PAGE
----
Mural Celebrates Diversity

By Abiha Naqvi ‘18

“The Peoples History of Flatbush Junction” is a mural that shows the changes over the periods of time in the Flatbush community, completed earlier this year in June by youth artists.

“We were aiming to appreciate all cultures and celebrate the diversity we have in Midwood and on Flatbush.”, said Ada Jiang ’18. The group of students were trying to have the mural accentuate positive vibes and portray the advancement throughout history.

“We had to paint 6 different faces on the mural, each representing a different time period,” said Sumiya Akter ’18. However, the artists didn’t base their drawings solely on their surroundings, they had help from an expert in order to gain information.

“A historian came to inform us about the history of Flatbush and that really helped enhance our knowledge and inspiration for our mural”, said Vicky Yang ’18.

The project took intense collaboration and dedication. The art students would work on Tuesdays and Thursdays afterschool every week during the spring.

“The mural has a variety of bold colors and paintings ranging from factory workers, Native Americans and even alien spaceships. Whenever I pass by it I can’t help but stare at the small details in the painting. It really shows the talent that Midwood students have, it’s amazing.”, said Mahin Alam ’18.

The mural has a blue background and abstract faces containing objects that relate to the time period. The first painting was of a Native American with objects like a boat and a cannon that made up different facial features. The last painting was of a girl with a futuristic city making up her face and spaceships surrounding her helmet, in order to portray the future.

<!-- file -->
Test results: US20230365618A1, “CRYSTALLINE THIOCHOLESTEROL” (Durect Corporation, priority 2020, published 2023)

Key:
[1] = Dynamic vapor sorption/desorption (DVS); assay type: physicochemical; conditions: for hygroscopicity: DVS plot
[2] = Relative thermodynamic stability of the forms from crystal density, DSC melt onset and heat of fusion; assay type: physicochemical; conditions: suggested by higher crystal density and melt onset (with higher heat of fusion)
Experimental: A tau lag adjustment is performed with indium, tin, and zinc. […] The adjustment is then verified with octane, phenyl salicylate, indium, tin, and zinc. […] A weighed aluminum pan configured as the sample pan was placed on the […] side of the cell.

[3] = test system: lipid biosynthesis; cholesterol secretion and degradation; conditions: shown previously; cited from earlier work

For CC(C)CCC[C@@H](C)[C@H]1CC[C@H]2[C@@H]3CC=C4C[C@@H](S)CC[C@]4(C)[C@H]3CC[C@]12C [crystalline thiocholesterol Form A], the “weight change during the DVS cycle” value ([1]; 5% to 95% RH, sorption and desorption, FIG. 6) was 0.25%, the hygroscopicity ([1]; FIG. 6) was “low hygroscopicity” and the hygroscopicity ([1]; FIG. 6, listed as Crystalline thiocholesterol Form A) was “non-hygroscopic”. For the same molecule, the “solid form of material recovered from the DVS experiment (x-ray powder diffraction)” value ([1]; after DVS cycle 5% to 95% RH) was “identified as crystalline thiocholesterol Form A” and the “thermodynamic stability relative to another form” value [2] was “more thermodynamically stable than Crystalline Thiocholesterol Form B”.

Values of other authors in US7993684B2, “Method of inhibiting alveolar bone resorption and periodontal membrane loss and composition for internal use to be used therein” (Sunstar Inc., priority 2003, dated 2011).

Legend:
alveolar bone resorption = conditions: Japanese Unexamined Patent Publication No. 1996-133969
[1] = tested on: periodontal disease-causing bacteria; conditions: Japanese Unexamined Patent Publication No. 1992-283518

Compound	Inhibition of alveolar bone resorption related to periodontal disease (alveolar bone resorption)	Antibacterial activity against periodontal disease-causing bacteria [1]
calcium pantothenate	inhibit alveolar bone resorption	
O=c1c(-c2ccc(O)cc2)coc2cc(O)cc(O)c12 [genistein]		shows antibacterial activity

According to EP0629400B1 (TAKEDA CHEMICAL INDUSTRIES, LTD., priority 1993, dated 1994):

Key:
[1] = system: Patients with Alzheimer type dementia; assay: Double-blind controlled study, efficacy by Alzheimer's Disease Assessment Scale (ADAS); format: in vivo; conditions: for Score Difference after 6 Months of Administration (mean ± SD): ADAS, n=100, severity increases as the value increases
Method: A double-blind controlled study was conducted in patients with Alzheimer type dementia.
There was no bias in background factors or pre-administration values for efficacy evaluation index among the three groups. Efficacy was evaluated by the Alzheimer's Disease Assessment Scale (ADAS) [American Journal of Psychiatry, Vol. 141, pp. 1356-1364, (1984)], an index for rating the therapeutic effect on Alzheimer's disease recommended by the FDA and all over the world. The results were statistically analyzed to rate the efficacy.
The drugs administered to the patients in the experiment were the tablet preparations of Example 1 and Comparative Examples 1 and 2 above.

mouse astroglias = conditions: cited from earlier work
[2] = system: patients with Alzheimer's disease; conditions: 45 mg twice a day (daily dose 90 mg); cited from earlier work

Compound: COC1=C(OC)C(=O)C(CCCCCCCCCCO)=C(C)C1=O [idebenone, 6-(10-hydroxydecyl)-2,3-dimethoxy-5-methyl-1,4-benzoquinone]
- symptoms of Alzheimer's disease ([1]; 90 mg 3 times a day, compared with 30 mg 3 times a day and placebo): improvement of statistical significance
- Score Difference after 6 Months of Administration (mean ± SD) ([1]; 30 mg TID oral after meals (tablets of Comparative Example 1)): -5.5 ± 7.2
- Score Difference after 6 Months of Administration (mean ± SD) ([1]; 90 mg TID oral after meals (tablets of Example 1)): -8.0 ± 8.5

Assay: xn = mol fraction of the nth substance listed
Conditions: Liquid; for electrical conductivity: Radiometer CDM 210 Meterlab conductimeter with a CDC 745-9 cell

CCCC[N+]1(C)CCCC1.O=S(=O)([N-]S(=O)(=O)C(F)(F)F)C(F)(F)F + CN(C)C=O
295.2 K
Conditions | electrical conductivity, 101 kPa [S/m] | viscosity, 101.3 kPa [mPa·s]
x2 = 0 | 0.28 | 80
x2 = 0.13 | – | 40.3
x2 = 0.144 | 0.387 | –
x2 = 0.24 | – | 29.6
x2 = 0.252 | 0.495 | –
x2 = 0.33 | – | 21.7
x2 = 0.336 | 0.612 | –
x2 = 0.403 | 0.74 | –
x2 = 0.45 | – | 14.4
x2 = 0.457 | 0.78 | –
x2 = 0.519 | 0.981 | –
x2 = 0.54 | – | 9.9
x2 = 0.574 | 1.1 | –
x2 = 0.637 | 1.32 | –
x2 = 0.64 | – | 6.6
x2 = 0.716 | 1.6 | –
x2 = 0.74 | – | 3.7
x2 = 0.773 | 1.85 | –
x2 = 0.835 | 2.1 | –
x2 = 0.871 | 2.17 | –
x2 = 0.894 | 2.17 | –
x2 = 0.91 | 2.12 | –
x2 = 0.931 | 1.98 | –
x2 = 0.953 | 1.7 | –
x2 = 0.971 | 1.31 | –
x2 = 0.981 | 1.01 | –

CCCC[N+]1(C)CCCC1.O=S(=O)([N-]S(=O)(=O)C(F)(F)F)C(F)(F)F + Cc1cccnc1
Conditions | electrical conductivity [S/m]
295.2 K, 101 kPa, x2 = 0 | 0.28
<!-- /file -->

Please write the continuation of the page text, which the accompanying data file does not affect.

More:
“We were chosen by application style, I suppose. But it was mostly eager art students or those who were interested in art.”, said Yang. The students would sometimes project the sketch of the painting on the wall and trace over it, this method worked the best when it became dark outside. The final result of the mural was a mix of the student’s ideas.

The work took two to three months to make. The artists worked as fast as they could before the school year ended. There were only fifteen to seventeen people working on the mural and the weather was unpredictable. However, the end result definitely made most of them feel accomplished. The mural can be seen on Nostrand Avenue.

“It felt surreal when the mural was finished. It was a lot of hard work, it just felt so good to see our names written right by the art. I wouldn’t change it at all,” said Ada Jiang.

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